by Staff Sgt. Erica Picariello
30th Space Wing Public Affairs
2/27/2013 - VANDENBERG AIR FORCE BASE, Calif. -- The
Vandenberg Natural Resources Office has strengthened their effort to
protect a small threatened species' habitat by charging base personnel
and local community members to act as docents beginning March 1.
Vandenberg restricts access to all three beaches on base property
annually from March 1 through Sept. 30 during the Western Snowy Plover's
nesting season, to protect its nests and young.
According to the Merriam-Webster dictionary, a docent is an educator,
and the word comes from the Latin word, "Docere," meaning, "To teach."
These volunteer docents will do just that - educate beach goers about
plover nesting areas and beach rules that change the plover's nesting
season, according to the base biological scientist.
"The beach docents will be trained volunteers who maintain a level of
expertise about the species and its habitat," said Samantha Kaisersatt,
Vandenberg Biological Scientist. "Anybody, military or civilian, can
volunteer to be a docent. They will be on the beach, offering
information to visitors and letting them know what areas are
Each year, Vandenberg restricts access to certain sections of the beach where this threatened species likes to nest.
"The Pacific Coast population of the Western Snowy Plover breeds on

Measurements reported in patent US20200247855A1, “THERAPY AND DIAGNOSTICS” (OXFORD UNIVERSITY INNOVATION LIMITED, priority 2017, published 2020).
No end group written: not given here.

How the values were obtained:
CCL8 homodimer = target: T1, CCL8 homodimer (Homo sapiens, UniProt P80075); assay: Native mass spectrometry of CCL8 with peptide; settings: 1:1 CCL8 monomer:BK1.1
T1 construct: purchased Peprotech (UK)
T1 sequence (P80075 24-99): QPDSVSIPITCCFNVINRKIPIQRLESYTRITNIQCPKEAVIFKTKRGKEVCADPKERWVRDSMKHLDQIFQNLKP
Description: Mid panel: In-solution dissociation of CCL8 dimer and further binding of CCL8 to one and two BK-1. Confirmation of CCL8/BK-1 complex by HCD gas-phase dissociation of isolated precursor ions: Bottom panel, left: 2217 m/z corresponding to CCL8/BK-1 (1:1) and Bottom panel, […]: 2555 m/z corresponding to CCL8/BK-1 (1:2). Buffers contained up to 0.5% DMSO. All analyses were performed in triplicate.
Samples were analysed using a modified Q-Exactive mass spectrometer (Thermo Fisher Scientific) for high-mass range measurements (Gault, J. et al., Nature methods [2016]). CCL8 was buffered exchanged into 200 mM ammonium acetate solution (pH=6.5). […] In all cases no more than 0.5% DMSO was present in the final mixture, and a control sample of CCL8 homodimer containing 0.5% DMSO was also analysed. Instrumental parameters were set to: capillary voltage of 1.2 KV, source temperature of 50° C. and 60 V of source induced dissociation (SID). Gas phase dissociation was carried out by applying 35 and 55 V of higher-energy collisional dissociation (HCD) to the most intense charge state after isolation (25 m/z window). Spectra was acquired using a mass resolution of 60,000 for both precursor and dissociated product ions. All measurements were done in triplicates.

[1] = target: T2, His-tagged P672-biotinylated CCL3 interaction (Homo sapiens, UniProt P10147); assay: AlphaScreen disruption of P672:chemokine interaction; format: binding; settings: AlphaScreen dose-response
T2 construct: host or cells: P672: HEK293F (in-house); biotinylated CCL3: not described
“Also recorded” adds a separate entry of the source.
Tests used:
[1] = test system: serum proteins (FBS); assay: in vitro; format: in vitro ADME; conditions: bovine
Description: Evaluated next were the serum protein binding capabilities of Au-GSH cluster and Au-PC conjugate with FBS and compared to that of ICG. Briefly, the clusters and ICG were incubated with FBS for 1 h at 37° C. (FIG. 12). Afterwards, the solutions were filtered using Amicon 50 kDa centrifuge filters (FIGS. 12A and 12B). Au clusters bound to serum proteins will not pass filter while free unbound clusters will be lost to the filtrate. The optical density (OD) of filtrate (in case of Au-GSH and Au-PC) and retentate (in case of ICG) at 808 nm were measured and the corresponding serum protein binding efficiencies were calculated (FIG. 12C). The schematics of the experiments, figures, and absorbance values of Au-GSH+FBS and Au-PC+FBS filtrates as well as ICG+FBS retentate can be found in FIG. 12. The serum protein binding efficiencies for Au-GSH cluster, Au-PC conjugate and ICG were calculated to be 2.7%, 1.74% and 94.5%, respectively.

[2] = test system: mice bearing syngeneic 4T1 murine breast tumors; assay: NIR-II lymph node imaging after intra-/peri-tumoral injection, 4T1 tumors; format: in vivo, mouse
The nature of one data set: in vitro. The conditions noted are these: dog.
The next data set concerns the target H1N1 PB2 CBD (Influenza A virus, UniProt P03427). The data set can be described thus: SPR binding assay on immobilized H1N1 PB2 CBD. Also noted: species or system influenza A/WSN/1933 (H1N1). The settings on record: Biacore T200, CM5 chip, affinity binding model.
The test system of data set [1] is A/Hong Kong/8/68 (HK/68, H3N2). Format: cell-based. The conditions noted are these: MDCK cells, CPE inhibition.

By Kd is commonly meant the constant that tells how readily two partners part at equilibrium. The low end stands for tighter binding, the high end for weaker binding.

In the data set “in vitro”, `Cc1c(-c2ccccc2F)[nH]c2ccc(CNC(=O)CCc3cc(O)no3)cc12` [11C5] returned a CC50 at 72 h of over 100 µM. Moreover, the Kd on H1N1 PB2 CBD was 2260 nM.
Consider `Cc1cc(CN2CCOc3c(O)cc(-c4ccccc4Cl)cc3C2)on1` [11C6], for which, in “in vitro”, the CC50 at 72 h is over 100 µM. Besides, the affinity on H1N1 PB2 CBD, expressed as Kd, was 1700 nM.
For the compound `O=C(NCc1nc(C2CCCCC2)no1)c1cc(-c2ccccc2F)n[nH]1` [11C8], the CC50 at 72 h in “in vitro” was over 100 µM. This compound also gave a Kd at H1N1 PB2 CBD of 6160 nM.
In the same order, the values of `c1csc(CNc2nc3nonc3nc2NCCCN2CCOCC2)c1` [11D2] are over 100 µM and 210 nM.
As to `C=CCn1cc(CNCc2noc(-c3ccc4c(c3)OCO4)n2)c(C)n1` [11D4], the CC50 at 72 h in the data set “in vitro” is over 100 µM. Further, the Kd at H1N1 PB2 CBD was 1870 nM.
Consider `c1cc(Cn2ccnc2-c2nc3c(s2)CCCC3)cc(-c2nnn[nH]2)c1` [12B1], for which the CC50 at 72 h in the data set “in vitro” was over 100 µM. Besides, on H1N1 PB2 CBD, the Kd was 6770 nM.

coastal beaches from southern Washington to Southern Baja California,
Mexico," Kaisersatt said. "Preferred breeding habitats include sand
spits, dune-backed beaches, unvegetated beach strands, open areas around
estuaries, and beaches at river mouths."
Vandenberg is allowed a specific number of violations, which includes
entry into any posted closed area, before the beach is closed for the
remainder of the season.
Last year, Surf Beach reached 50 violations, its maximum, by July 20.
Wall beach was also on the brink of closing with nine out of the 10
Kaisersatt believes the beach violations can be reduced with these
docents patrolling the beaches, increasing awareness about beach rules
during the nesting season.
"The volunteer docents will help protect the snowy plovers and increase
public awareness," Kaisersatt said. "Docents play an important role in
the survival and recovery of this species while helping to maintain
Anyone wishing to become a Western Snowy Plover docent can call Samantha Kaisersatt at 805-605-0392.